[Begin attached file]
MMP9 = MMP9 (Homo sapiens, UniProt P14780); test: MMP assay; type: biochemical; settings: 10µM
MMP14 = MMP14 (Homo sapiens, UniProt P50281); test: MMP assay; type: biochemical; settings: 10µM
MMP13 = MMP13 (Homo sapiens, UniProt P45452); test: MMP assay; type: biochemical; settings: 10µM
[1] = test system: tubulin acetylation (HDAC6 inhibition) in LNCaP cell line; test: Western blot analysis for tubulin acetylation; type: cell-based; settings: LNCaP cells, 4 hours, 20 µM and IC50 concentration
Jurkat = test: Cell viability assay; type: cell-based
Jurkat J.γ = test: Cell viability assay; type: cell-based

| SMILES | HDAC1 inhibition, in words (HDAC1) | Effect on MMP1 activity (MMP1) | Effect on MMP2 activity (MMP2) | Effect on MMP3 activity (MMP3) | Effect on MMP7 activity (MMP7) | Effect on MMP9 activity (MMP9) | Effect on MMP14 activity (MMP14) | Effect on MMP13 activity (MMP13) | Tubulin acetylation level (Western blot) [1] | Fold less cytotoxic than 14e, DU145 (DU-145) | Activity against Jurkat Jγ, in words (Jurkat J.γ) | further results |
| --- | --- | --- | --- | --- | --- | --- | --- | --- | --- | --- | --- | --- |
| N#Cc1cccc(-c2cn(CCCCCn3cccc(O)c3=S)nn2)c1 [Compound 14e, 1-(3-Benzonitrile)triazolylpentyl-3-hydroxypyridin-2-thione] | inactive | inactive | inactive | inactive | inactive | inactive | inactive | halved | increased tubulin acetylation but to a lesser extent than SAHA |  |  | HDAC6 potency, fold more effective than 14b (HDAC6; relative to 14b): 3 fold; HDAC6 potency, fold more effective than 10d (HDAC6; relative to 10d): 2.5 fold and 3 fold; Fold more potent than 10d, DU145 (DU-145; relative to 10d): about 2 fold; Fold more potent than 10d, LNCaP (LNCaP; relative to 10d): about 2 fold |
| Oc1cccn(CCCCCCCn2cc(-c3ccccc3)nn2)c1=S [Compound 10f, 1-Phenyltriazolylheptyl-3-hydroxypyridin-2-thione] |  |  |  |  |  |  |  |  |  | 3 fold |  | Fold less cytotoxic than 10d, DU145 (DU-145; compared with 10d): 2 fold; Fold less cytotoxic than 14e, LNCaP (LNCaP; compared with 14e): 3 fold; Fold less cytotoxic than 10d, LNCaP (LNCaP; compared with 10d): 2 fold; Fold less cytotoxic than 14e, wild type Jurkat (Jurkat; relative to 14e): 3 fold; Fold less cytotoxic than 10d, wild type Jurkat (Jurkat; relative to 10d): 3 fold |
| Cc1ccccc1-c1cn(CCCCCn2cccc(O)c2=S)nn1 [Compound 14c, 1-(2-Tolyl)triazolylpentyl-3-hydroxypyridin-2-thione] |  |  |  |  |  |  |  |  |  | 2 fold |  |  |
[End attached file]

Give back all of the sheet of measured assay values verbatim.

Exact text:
MMP9 = MMP9 (Homo sapiens, UniProt P14780); test: MMP assay; type: biochemical; settings: 10µM
MMP14 = MMP14 (Homo sapiens, UniProt P50281); test: MMP assay; type: biochemical; settings: 10µM
MMP13 = MMP13 (Homo sapiens, UniProt P45452); test: MMP assay; type: biochemical; settings: 10µM
[1] = test system: tubulin acetylation (HDAC6 inhibition) in LNCaP cell line; test: Western blot analysis for tubulin acetylation; type: cell-based; settings: LNCaP cells, 4 hours, 20 µM and IC50 concentration
Jurkat = test: Cell viability assay; type: cell-based
Jurkat J.γ = test: Cell viability assay; type: cell-based

| SMILES | HDAC1 inhibition, in words (HDAC1) | Effect on MMP1 activity (MMP1) | Effect on MMP2 activity (MMP2) | Effect on MMP3 activity (MMP3) | Effect on MMP7 activity (MMP7) | Effect on MMP9 activity (MMP9) | Effect on MMP14 activity (MMP14) | Effect on MMP13 activity (MMP13) | Tubulin acetylation level (Western blot) [1] | Fold less cytotoxic than 14e, DU145 (DU-145) | Activity against Jurkat Jγ, in words (Jurkat J.γ) | further results |
| --- | --- | --- | --- | --- | --- | --- | --- | --- | --- | --- | --- | --- |
| N#Cc1cccc(-c2cn(CCCCCn3cccc(O)c3=S)nn2)c1 [Compound 14e, 1-(3-Benzonitrile)triazolylpentyl-3-hydroxypyridin-2-thione] | inactive | inactive | inactive | inactive | inactive | inactive | inactive | halved | increased tubulin acetylation but to a lesser extent than SAHA |  |  | HDAC6 potency, fold more effective than 14b (HDAC6; relative to 14b): 3 fold; HDAC6 potency, fold more effective than 10d (HDAC6; relative to 10d): 2.5 fold and 3 fold; Fold more potent than 10d, DU145 (DU-145; relative to 10d): about 2 fold; Fold more potent than 10d, LNCaP (LNCaP; relative to 10d): about 2 fold |
| Oc1cccn(CCCCCCCn2cc(-c3ccccc3)nn2)c1=S [Compound 10f, 1-Phenyltriazolylheptyl-3-hydroxypyridin-2-thione] |  |  |  |  |  |  |  |  |  | 3 fold |  | Fold less cytotoxic than 10d, DU145 (DU-145; compared with 10d): 2 fold; Fold less cytotoxic than 14e, LNCaP (LNCaP; compared with 14e): 3 fold; Fold less cytotoxic than 10d, LNCaP (LNCaP; compared with 10d): 2 fold; Fold less cytotoxic than 14e, wild type Jurkat (Jurkat; relative to 14e): 3 fold; Fold less cytotoxic than 10d, wild type Jurkat (Jurkat; relative to 10d): 3 fold |
| Cc1ccccc1-c1cn(CCCCCn2cccc(O)c2=S)nn1 [Compound 14c, 1-(2-Tolyl)triazolylpentyl-3-hydroxypyridin-2-thione] |  |  |  |  |  |  |  |  |  | 2 fold |  |  |